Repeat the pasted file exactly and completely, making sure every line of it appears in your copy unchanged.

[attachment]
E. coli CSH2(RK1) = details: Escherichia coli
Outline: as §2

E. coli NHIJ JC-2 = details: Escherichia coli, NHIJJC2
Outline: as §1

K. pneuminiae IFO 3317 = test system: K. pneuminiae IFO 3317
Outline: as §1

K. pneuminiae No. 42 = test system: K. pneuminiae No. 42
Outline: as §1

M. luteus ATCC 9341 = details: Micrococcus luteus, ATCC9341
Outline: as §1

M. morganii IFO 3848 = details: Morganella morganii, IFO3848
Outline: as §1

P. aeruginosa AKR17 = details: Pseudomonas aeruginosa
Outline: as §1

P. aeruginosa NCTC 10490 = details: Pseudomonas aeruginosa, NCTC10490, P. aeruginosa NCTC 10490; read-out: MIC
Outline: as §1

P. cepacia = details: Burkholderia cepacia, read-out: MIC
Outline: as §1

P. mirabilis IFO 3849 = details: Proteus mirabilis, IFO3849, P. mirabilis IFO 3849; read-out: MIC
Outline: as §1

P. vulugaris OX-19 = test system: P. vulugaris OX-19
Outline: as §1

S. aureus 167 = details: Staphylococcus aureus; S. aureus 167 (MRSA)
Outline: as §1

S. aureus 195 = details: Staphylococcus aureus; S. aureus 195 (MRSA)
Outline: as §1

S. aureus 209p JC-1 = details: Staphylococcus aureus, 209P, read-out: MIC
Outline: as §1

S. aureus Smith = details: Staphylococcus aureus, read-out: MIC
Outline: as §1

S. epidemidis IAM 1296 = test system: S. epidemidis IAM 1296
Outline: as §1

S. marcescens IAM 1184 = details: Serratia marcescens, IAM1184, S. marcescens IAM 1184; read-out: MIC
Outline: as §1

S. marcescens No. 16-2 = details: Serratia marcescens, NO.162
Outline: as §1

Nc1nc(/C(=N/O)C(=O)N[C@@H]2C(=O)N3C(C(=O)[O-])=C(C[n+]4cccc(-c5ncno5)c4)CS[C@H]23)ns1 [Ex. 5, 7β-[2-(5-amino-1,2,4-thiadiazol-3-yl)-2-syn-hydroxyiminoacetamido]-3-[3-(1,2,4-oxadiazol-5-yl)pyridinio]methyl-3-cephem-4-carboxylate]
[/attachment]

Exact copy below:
E. coli CSH2(RK1) = details: Escherichia coli
Outline: as §2

E. coli NHIJ JC-2 = details: Escherichia coli, NHIJJC2
Outline: as §1

K. pneuminiae IFO 3317 = test system: K. pneuminiae IFO 3317
Outline: as §1

K. pneuminiae No. 42 = test system: K. pneuminiae No. 42
Outline: as §1

M. luteus ATCC 9341 = details: Micrococcus luteus, ATCC9341
Outline: as §1

M. morganii IFO 3848 = details: Morganella morganii, IFO3848
Outline: as §1

P. aeruginosa AKR17 = details: Pseudomonas aeruginosa
Outline: as §1

P. aeruginosa NCTC 10490 = details: Pseudomonas aeruginosa, NCTC10490, P. aeruginosa NCTC 10490; read-out: MIC
Outline: as §1

P. cepacia = details: Burkholderia cepacia, read-out: MIC
Outline: as §1

P. mirabilis IFO 3849 = details: Proteus mirabilis, IFO3849, P. mirabilis IFO 3849; read-out: MIC
Outline: as §1

P. vulugaris OX-19 = test system: P. vulugaris OX-19
Outline: as §1

S. aureus 167 = details: Staphylococcus aureus; S. aureus 167 (MRSA)
Outline: as §1

S. aureus 195 = details: Staphylococcus aureus; S. aureus 195 (MRSA)
Outline: as §1

S. aureus 209p JC-1 = details: Staphylococcus aureus, 209P, read-out: MIC
Outline: as §1

S. aureus Smith = details: Staphylococcus aureus, read-out: MIC
Outline: as §1

S. epidemidis IAM 1296 = test system: S. epidemidis IAM 1296
Outline: as §1

S. marcescens IAM 1184 = details: Serratia marcescens, IAM1184, S. marcescens IAM 1184; read-out: MIC
Outline: as §1

S. marcescens No. 16-2 = details: Serratia marcescens, NO.162
Outline: as §1

Nc1nc(/C(=N/O)C(=O)N[C@@H]2C(=O)N3C(C(=O)[O-])=C(C[n+]4cccc(-c5ncno5)c4)CS[C@H]23)ns1 [Ex. 5, 7β-[2-(5-amino-1,2,4-thiadiazol-3-yl)-2-syn-hydroxyiminoacetamido]-3-[3-(1,2,4-oxadiazol-5-yl)pyridinio]methyl-3-cephem-4-carboxylate]